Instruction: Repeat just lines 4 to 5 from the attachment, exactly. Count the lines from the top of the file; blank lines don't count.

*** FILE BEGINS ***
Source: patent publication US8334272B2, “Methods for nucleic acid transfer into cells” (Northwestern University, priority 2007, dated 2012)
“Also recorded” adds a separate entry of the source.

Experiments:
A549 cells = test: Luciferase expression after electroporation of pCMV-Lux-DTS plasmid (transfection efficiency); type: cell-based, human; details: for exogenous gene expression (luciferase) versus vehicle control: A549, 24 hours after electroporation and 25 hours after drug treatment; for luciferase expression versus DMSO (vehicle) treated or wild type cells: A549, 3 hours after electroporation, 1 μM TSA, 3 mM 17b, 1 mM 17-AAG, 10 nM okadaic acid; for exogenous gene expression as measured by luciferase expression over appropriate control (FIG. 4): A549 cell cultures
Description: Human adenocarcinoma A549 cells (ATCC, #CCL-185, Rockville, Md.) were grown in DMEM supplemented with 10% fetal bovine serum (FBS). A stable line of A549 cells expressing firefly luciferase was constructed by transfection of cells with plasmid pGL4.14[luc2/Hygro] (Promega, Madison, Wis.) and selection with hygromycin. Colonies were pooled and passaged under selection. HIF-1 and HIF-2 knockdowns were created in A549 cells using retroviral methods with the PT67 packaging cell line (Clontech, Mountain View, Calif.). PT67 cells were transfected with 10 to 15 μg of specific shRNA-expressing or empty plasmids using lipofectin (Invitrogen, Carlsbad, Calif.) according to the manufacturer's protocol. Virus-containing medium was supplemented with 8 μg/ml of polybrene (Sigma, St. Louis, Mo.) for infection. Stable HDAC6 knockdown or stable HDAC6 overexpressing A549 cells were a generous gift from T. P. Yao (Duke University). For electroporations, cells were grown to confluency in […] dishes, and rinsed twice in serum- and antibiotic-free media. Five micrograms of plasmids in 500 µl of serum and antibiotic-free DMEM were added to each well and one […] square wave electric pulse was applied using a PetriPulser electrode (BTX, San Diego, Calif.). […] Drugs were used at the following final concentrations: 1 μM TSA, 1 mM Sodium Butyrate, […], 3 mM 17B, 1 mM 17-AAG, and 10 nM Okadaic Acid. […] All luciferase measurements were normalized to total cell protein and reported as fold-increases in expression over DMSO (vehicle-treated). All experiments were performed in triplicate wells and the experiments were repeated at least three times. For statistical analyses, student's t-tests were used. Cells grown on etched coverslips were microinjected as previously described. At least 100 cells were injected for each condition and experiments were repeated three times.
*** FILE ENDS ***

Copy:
A549 cells = test: Luciferase expression after electroporation of pCMV-Lux-DTS plasmid (transfection efficiency); type: cell-based, human; details: for exogenous gene expression (luciferase) versus vehicle control: A549, 24 hours after electroporation and 25 hours after drug treatment; for luciferase expression versus DMSO (vehicle) treated or wild type cells: A549, 3 hours after electroporation, 1 μM TSA, 3 mM 17b, 1 mM 17-AAG, 10 nM okadaic acid; for exogenous gene expression as measured by luciferase expression over appropriate control (FIG. 4): A549 cell cultures
Description: Human adenocarcinoma A549 cells (ATCC, #CCL-185, Rockville, Md.) were grown in DMEM supplemented with 10% fetal bovine serum (FBS). A stable line of A549 cells expressing firefly luciferase was constructed by transfection of cells with plasmid pGL4.14[luc2/Hygro] (Promega, Madison, Wis.) and selection with hygromycin. Colonies were pooled and passaged under selection. HIF-1 and HIF-2 knockdowns were created in A549 cells using retroviral methods with the PT67 packaging cell line (Clontech, Mountain View, Calif.). PT67 cells were transfected with 10 to 15 μg of specific shRNA-expressing or empty plasmids using lipofectin (Invitrogen, Carlsbad, Calif.) according to the manufacturer's protocol. Virus-containing medium was supplemented with 8 μg/ml of polybrene (Sigma, St. Louis, Mo.) for infection. Stable HDAC6 knockdown or stable HDAC6 overexpressing A549 cells were a generous gift from T. P. Yao (Duke University). For electroporations, cells were grown to confluency in […] dishes, and rinsed twice in serum- and antibiotic-free media. Five micrograms of plasmids in 500 µl of serum and antibiotic-free DMEM were added to each well and one […] square wave electric pulse was applied using a PetriPulser electrode (BTX, San Diego, Calif.). […] Drugs were used at the following final concentrations: 1 μM TSA, 1 mM Sodium Butyrate, […], 3 mM 17B, 1 mM 17-AAG, and 10 nM Okadaic Acid. […] All luciferase measurements were normalized to total cell protein and reported as fold-increases in expression over DMSO (vehicle-treated). All experiments were performed in triplicate wells and the experiments were repeated at least three times. For statistical analyses, student's t-tests were used. Cells grown on etched coverslips were microinjected as previously described. At least 100 cells were injected for each condition and experiments were repeated three times.